Jürgen Belz, senior consultant, functional safety and cybersecurity at Prometo, co-authored this technical article.
The migration from internal combustion engines (ICEs) to electric vehicles (EVs) requires at least five new electrical/electronic/programmable electronic (E/E/PE) systems. Figure 1 depicts these systems within an EV.
Figure 1: Block diagram of a typical EV powertrain
In order to zero out tailpipe emissions and reduce continued reliance on fossil fuels, refuelling EVs happens at a charging station. These EV charging stations could be supplied with renewable energy sources like solar and wind, which increases the positive impact of EVs on the environment. The onboard charger forms a functional unit with the high-voltage battery, which ensures fast, efficient charging while still protecting the battery from overcharging. These and other safety requirements are described in International Organization for Standardization (ISO) 6469 parts 1, 2 and 3 – the standard that governs the high-voltage electrical safety requirements for electric road vehicles.
All Electronic Control Units (ECUs) in an EV require a 12-V battery charged by a high-voltage-to-low voltage DC/DC converter, which helps establish galvanic separation between the low-voltage (12-V) battery and the high-voltage (400 V or 800 V) battery. The inverter and the electric machine (propulsion motor) deliver torque for controlled motion. Very compact and high-power-density permanently excited synchronous machines are usually deployed in an EV propulsion motor. At lower power levels, asynchronous machines have found limited use in EVs. Functional safety aspects of this high-voltage-to-low voltage DC/DC converter help guarantee the operation of all ECU features while the EV is in motion and the EV Traction Inverter (EVTI) are outlined in ISO 26262:2018.
For instance, for a vehicle with an ICE, the operating time (or power-on hours) of a semiconductor component is between 8,000 and 10,000 hours. With an EV, this increases to 30,000 hours or more. The reason: semiconductor components have to remain powered up not only when the vehicle is being driven, but also when the vehicle is charging. This amount of power influences, for example, the calculation of the probabilistic metric for random hardware failures according to ISO 26262. For engineers, this amount of power means that they must develop a system that on average has a fivefold lower probability of dangerous component failures or failure in time.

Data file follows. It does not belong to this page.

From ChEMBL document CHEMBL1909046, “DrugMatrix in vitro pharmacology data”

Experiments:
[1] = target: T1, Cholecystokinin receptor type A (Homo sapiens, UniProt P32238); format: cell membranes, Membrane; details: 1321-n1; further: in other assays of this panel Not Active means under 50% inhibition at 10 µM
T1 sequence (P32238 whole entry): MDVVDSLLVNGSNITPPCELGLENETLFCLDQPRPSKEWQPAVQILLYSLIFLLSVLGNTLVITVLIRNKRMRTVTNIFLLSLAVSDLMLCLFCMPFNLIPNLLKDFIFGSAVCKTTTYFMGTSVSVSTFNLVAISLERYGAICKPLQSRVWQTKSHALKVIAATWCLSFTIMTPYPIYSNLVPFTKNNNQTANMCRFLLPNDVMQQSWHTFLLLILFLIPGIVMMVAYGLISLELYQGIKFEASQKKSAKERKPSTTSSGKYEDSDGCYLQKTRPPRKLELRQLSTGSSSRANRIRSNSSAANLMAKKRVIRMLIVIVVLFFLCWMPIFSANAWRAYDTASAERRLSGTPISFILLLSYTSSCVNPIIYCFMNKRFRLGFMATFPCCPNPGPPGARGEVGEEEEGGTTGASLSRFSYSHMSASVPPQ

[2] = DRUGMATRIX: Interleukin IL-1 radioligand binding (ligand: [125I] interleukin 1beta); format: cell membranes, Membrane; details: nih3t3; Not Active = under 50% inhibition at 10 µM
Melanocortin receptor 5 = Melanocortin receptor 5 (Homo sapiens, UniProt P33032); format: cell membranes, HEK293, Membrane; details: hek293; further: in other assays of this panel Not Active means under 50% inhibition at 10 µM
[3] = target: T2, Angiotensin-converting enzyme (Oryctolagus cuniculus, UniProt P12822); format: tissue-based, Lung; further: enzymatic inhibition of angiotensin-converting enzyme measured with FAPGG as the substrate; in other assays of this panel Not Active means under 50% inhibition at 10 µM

In an electrified powertrain, the C2000™ real-time microcontroller (MCU) typically addresses power conversion and communicates with a general-purpose MCU connected to the bus vehicle, managing the highest level of security, shown in Figure 2.
Figure 2: C2000 real-time control in an electric powertrain
You might still want to consider encrypted communication between the communication MCU and the C2000 real-time controller, typically used for over-the-air upgrades. In such cases, you need to assess the threat level and define a security strategy at the system level to leverage the various security enablers that the C2000 real-time MCU offers, listed in Figure 3.
Figure 3: C2000 supported enabler status
Some of the technical features supporting these security enablers include:
Because the electric drives or voltage converters have to be functionally safe, high-voltage safe, power-efficient and cost-effective, the challenges and complexities increase exponentially. Designing with C2000 real-time MCUs can help solve these challenges by giving EV charging designers the option to use a single device that enables all of these requirements.
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